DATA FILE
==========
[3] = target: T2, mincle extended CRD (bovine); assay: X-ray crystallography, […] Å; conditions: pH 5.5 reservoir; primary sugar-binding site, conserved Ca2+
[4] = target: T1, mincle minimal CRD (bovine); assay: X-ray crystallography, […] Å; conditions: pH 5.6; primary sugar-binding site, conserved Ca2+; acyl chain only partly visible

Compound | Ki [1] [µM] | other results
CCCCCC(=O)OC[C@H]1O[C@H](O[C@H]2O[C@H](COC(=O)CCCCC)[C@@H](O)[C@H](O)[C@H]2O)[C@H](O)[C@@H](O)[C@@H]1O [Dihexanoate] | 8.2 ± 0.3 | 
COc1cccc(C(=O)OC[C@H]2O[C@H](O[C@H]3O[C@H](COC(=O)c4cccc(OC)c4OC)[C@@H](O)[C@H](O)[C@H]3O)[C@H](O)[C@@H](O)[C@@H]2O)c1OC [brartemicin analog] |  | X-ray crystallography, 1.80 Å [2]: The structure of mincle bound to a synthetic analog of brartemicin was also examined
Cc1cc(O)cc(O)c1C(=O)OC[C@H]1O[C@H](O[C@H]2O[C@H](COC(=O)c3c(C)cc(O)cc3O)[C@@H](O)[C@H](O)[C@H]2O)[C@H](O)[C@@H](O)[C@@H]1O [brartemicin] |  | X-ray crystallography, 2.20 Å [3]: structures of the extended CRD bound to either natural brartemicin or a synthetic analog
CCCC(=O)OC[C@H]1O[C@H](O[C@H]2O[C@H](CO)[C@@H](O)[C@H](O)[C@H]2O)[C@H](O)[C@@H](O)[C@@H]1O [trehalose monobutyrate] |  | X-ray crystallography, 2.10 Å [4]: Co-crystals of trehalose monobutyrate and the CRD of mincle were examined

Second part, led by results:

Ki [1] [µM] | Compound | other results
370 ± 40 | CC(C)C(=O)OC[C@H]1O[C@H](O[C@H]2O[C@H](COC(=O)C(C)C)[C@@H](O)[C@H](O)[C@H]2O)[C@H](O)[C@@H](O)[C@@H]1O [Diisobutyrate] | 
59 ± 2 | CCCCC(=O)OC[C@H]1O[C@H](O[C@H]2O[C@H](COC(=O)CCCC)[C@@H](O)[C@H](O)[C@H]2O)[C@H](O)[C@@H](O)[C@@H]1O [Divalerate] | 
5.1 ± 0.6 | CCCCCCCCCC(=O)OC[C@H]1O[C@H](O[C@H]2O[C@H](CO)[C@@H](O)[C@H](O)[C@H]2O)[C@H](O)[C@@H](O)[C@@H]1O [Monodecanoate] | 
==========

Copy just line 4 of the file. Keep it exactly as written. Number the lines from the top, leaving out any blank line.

CCCCCC(=O)OC[C@H]1O[C@H](O[C@H]2O[C@H](COC(=O)CCCCC)[C@@H](O)[C@H](O)[C@H]2O)[C@H](O)[C@@H](O)[C@@H]1O [Dihexanoate] | 8.2 ± 0.3 | 